If its critics are to be believed, post-punk is dead (again) – or so it seems. As British music looks to lampoon a fresh era of flat-footed Tory leadership, the frontline of sullen-faced guitar bands who once reared up against Brexit and nationwide austerity have looked a little tired of late, with such an inundated mass struggling to be heard over its own racket. The next generation of so-called ‘landfill sprechgesang’ have at times felt uninspired, but a few splintered outliers are doing well to reinvigorate its hackneyed clichés.
To be fair, PVA were never cut from quite the same cloth. The South London trio walked a well-trodden path as graduates of the Speedy Wunderground singles club, and later cementing themselves as key players amongst the well-documented Windmill scene, but have since joined a growing trend of indie bands in favour of defecting to a more electronic pulse – see Working Men’s Club’s Fear Fear and Squid signing to Warp. The band’s resulting debut Blush arrives as an album of compromise that strikes balance between machine-made currents and the visceral raw power of an intimate live performance.
If 2020’s Toner EP was a post-punk/techno fusion, Blush’s bed of acid and industrial-sized beats pushes PVA further towards the intersection of a traditional band set-up and the speaker-stacked dancefloor. Everything around the music and emotion that surfaces feels upfront and present, like the songs are unfolding around you rather than through headphones or speakers.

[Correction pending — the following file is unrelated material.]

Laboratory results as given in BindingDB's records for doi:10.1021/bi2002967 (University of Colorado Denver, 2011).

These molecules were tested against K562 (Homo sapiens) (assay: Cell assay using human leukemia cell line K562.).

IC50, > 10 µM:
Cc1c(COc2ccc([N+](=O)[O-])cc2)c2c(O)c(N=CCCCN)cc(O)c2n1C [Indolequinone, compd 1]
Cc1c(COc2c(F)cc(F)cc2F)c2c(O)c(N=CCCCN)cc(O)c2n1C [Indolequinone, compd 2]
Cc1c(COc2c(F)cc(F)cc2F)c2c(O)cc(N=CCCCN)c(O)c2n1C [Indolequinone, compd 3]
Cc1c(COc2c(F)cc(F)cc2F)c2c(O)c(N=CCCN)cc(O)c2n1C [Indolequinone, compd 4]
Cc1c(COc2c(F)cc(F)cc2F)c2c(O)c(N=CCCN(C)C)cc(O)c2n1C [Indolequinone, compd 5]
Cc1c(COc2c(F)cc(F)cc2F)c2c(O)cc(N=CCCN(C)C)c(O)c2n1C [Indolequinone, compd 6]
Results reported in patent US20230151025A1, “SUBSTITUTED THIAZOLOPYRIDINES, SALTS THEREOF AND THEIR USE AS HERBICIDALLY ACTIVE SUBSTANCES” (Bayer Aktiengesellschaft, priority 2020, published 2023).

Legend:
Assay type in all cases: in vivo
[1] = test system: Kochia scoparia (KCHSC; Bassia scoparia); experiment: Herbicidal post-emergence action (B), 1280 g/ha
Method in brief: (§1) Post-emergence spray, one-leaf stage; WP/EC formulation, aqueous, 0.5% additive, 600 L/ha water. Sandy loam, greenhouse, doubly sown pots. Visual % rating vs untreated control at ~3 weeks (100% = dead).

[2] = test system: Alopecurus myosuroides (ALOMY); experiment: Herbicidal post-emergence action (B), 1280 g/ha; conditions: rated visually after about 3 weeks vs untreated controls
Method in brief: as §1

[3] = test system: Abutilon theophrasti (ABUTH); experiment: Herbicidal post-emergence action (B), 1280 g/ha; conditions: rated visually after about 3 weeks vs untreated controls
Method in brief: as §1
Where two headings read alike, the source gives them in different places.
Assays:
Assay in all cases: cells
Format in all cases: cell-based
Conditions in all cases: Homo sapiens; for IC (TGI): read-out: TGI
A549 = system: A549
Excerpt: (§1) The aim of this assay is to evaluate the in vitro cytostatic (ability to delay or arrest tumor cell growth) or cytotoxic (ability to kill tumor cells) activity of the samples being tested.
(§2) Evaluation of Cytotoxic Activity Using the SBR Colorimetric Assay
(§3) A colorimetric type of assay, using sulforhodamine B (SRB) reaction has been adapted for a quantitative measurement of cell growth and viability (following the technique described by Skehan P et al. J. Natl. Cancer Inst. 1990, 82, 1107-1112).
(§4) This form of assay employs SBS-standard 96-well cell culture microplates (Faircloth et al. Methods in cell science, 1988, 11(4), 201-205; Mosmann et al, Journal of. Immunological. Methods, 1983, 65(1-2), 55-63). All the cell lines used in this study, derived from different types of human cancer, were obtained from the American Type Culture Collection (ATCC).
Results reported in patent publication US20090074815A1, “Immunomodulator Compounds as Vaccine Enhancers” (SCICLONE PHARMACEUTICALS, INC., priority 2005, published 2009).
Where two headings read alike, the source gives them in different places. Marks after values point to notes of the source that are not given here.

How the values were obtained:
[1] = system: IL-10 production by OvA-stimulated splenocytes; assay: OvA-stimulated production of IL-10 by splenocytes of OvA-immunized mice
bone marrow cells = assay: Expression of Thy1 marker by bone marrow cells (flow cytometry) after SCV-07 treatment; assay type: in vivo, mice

Ella Harris and Josh Baxter get up close and personal with both detailing experiences around the conflict and contradictions that come with being caught between states. Saw-toothed industrial clanger ‘The Individual,’ and propulsive single ‘Hero Man’ relay musings over masculine and feminine egos and how each feeds into identity and the social constructs we build around ourselves. Coming off as liberating as they are anxiety-inducing, each band member’s prickly introspections divulge some of their most vulnerable lyrics to date.
When it’s not glass shattering bass and techno, intimate whispers and expansive synthscapes show off PVA’s versatility on ‘Seven’, which features reinforcements from British-Nigerian electronic artist Tony Njoku. These warmer moments seem to encapsulate, but also deviate beyond Blush’s transitional temperament. Bubble gum pinks still morph into deep ocean blues, but the intensity of the motions of bending, stretching, and collapsing that sparked the energy into tracks like album opener, ‘Untethered’, is dialled down. PVA are writing club music to stay indoors to, keeping things insular without neglecting gleaming disco euphoria.
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